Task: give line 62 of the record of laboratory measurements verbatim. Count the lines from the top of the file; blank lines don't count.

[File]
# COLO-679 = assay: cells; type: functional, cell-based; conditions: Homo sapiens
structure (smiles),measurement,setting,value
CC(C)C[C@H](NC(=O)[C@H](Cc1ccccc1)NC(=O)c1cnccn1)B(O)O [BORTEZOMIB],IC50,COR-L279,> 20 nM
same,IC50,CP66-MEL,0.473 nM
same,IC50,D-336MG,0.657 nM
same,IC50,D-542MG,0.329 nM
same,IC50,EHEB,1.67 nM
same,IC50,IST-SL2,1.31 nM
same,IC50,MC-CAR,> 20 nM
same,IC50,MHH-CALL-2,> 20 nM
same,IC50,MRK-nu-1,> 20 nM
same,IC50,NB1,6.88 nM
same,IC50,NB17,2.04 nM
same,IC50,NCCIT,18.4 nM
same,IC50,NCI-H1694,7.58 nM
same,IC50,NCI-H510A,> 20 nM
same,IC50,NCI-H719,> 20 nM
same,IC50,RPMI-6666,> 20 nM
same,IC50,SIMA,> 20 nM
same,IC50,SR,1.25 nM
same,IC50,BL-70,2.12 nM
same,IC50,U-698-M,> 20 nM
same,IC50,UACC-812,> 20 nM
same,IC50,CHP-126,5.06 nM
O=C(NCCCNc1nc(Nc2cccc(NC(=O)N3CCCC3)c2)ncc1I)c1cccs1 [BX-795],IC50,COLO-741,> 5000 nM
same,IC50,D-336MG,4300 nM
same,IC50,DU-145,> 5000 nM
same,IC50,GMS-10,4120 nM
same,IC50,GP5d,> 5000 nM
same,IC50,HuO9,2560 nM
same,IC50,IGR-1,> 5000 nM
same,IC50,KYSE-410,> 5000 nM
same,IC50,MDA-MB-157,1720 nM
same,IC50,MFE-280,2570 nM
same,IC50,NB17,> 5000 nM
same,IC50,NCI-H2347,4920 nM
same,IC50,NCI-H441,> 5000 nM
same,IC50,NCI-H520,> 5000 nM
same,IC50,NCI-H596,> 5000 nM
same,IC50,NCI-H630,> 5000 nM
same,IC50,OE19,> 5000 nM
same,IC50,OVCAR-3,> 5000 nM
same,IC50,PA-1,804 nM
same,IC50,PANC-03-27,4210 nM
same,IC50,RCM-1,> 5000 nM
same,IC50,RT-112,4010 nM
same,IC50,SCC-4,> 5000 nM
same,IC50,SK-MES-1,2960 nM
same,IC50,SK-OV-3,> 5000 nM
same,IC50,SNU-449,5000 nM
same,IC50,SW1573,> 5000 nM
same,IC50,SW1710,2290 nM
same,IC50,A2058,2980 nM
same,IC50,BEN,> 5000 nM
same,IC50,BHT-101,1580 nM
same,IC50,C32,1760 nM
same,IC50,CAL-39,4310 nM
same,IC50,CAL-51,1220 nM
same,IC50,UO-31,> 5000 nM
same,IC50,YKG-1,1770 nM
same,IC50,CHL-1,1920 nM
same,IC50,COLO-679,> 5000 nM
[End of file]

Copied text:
same,IC50,COLO-679,> 5000 nM